The US President is being careful not to choose sides in the Apple-FBI saga
SXSW, an annual event for interactive media, music festivals and conferences, sees a range of celebrities, musicians, artists and other famous characters attend. Though among them this year, for the first time ever, was perhaps the pinnacle of important public figures; the President of the United States of America, Barack Obama.
It perhaps was not Mr Obama's intention to talk about the intense battle taking place between Apple and the FBI, regarding the unlocking of an iPhone belonging to a deceased terrorist, but the subject inevitably came up (the White House did, in fact, state that the President would not be talking about the legal battle during his attendance). But at such an event, where technology is very much front and centre, it would have been quite a task to skillfully avoid the debate.
However, during an interview during the event, there was nothing too exciting to derive from his comments. The President's cautiousness to not to directly comment on the actual legal clash was very evident in his remarks. Interestingly, though, Mr Obama did claim to be "way on the civil liberties side of this thing," adding that "People on the encryption side will argue, any key, even if it starts with just one device, can be used on every device," but then went on to say that though he believed this was "technically true", this argument can be "overstated". Mr Obama also made an important point about concessions in his explanation about how the belief that peoples' data "can be walled off from those trade-offs we make" was wrong, and that some concessions would have to be in the digital realm.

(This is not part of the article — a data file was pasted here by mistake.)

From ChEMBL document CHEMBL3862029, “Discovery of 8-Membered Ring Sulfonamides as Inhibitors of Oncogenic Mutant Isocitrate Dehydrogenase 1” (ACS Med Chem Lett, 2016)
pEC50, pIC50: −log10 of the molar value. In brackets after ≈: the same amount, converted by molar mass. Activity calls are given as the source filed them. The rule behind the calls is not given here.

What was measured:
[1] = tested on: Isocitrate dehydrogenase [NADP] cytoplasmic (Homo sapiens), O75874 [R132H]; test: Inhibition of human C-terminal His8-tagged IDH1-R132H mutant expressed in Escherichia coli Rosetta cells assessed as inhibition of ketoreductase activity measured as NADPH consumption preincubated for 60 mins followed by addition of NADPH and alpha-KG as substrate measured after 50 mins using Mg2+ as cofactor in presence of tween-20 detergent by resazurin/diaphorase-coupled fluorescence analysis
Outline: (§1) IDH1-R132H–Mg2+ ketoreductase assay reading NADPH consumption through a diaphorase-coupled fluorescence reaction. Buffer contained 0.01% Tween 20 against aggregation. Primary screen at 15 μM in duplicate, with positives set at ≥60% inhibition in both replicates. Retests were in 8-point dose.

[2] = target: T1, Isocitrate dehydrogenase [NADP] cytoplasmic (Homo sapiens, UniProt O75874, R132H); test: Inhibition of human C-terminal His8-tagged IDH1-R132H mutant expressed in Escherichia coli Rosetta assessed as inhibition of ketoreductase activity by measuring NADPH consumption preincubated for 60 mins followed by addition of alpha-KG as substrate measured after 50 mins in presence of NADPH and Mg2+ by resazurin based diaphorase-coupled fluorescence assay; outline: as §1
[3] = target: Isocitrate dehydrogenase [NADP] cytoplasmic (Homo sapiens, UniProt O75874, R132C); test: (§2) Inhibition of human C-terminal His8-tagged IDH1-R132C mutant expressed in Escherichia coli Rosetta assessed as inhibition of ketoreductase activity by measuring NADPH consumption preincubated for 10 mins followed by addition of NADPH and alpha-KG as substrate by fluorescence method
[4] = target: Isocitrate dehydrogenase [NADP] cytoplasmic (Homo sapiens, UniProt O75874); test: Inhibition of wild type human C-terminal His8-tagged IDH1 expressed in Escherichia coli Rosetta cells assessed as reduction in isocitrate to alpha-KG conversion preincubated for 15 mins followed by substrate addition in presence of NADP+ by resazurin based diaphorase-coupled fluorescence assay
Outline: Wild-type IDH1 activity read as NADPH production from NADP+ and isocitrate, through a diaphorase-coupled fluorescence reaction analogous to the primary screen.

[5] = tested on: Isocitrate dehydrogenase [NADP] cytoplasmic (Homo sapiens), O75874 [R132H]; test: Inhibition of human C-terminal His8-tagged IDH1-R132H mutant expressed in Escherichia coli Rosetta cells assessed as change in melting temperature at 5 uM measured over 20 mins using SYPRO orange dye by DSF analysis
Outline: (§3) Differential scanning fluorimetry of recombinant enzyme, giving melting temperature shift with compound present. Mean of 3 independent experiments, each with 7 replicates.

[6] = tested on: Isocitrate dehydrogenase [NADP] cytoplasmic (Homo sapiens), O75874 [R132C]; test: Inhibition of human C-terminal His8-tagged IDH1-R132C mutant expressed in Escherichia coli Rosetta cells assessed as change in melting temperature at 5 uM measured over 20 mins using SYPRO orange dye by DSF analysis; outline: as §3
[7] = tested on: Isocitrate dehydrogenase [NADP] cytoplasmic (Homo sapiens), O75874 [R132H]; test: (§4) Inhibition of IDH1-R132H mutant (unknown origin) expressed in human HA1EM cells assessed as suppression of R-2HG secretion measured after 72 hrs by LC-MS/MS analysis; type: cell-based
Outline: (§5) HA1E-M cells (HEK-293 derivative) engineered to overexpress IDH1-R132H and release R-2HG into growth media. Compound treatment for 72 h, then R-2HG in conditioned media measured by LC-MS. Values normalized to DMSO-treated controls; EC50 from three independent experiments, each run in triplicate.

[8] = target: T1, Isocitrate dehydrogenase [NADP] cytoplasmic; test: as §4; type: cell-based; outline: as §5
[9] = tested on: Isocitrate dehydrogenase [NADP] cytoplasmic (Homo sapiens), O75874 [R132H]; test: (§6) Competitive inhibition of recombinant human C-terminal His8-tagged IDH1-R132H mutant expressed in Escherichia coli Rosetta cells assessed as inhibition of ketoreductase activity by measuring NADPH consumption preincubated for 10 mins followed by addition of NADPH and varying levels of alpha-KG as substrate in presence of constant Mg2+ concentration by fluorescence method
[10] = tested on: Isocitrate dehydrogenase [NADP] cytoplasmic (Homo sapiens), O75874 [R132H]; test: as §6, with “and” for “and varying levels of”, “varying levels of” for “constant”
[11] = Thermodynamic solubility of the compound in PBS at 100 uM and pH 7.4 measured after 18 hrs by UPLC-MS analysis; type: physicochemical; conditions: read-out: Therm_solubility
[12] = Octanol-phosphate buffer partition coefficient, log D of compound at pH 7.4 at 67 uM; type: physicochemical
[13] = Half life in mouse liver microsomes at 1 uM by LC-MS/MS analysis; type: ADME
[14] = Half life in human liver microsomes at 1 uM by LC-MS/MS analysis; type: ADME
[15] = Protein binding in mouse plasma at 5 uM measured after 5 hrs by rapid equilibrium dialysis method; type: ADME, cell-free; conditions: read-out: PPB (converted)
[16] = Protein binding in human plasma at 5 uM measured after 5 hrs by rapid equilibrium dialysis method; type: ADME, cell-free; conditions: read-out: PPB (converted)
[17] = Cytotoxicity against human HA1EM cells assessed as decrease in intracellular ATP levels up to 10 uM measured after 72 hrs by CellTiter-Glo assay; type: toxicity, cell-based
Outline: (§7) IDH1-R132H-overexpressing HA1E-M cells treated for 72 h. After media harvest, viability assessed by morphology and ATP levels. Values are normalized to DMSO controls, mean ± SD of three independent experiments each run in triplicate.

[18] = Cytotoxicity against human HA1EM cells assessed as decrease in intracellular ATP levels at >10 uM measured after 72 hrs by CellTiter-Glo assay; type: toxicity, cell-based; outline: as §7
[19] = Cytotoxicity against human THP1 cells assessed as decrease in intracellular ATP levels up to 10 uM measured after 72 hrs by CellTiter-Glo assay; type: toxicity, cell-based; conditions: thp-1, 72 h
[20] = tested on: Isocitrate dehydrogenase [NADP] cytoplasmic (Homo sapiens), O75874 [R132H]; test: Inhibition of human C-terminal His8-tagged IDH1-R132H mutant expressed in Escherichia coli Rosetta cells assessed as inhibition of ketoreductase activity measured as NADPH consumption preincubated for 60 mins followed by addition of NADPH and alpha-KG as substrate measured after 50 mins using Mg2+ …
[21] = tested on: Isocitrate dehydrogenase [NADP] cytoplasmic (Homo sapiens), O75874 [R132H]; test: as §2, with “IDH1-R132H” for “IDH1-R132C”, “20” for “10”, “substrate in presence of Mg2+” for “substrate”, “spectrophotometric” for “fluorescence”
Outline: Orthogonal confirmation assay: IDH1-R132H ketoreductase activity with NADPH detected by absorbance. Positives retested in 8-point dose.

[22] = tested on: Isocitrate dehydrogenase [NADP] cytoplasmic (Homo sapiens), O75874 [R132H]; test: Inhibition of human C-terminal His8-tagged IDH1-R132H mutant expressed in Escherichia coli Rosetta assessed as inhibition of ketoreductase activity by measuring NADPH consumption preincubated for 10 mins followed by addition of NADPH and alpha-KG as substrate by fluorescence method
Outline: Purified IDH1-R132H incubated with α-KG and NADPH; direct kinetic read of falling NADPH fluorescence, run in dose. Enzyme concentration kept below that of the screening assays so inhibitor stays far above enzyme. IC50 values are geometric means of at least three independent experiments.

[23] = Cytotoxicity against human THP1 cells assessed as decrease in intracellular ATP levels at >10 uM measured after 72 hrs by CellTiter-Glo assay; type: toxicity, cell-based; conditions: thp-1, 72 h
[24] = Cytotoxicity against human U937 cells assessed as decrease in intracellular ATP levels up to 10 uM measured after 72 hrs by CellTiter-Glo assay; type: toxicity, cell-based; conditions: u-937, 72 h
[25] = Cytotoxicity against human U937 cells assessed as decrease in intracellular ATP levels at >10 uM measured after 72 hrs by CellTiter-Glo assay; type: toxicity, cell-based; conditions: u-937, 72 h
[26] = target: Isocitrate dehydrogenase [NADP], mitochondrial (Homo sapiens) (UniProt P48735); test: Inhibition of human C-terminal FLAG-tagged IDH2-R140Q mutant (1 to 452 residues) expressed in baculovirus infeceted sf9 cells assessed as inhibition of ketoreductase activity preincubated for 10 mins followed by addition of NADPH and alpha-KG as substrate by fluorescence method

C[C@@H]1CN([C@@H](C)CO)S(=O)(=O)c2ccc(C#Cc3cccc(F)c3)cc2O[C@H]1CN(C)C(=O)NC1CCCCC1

What can be interpreted by these remarks is a routine conservative response to a complex situation. Mr Obama gave a fairly balanced outlook on the subject, without making outlandish claims (unlike Donald Trump who argues that people should boycott Apple for refusing to cooperate with law enforcement) while at the same time giving some enlightening perspective. Although he made it clear that he did very much see the value in protecting civil liberties, Mr Obama did also talk about the importance of security agencies being able to"apprehend the child pornographer" or even "solve or disrupt a terrorist plot". Overall, his stance shows that the fight between Apple and the FBI is a close one. Though, in a couple of weeks, both will be arguing their cases in court, which may give a better indication as to who is more likely to come out on top in the end, as court judges analyse their arguments. In the meantime, Mr Obama may either be engaging in talks behind closed doors with the tech giant to come to some sort of consensus or perhaps be carefully waiting for the scales to eventually tip before committing himself to a particular side.
The President, with all his influence and importance, seems to have reserved his opinion, for now, portraying the Apple and FBI conflict as a very closely fought contest. Thus, America, and indeed the rest of the world, remain split on the issue.